In an article published on August 14 in Construction Executive,Judah Lifschitz discusses electronically stored information and how construction companies can avoid “e-trouble.” If not used carefully and properly, emails and other electronically stored information will serve as “truth serum” in court. Attorneys can simply read an email to know employees’ thoughts or actions, meaning an impulsive email or social media post will most likely come back to haunt the company.
One way to avoid e-trouble, Lifschitz explains, is to create and implement a document retention policy. “Documents should be retained for the duration of their useful life – and no longer,” he states.However, a well-drafted document retention policy is not enough. “Implementation and enforcement are critical to avoiding E-Trouble and reducing electronic discovery and document production costs,” he shares. “A recent study found that while two-thirds of the companies surveyed have a document retention policy in effect, almost half of them don’t actively enforce it.”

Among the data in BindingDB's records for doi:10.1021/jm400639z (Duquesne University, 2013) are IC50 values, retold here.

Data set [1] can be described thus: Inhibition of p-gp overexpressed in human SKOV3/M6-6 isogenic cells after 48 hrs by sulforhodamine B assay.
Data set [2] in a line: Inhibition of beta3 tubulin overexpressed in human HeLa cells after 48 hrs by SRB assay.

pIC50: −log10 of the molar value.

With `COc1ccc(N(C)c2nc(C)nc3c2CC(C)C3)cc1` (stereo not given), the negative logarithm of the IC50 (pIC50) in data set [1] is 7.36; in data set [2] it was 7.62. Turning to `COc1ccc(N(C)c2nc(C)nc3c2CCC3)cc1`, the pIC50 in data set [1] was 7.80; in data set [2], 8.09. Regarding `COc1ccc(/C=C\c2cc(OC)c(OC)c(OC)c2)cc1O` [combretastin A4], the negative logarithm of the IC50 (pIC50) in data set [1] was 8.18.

Additionally, Lifschitz cautions to be sure employees are using email appropriately. “Do not send ‘ammunition’ that the other side can use against the company. If there are company inside jokes, lingo or nicknames for other staff members, clients or project personnel, do not use them in emails,” he explains. “Additionally, ensure employees are not using company email accounts for inappropriate personal business.” He also emphasizes to not send an email when upset. “At trial, opposition may use an angry email to portray the sender as a bullheaded and unreasonable general contractor who put a project on the fast-track to attorneys and costly litigation.”
For the full article, click here.
Shapiro, Lifschitz & Schram Principal and Co-president Judah Lifschitz Honored by Legal Directory Chambers in 2023 Usa Guide
Shapiro, Lifschitz & Schram Recognized as Top Construction and Real Estate Law Firms in America
Judah Lifschitz Recognized as 2022 National Law Journal Trailblazer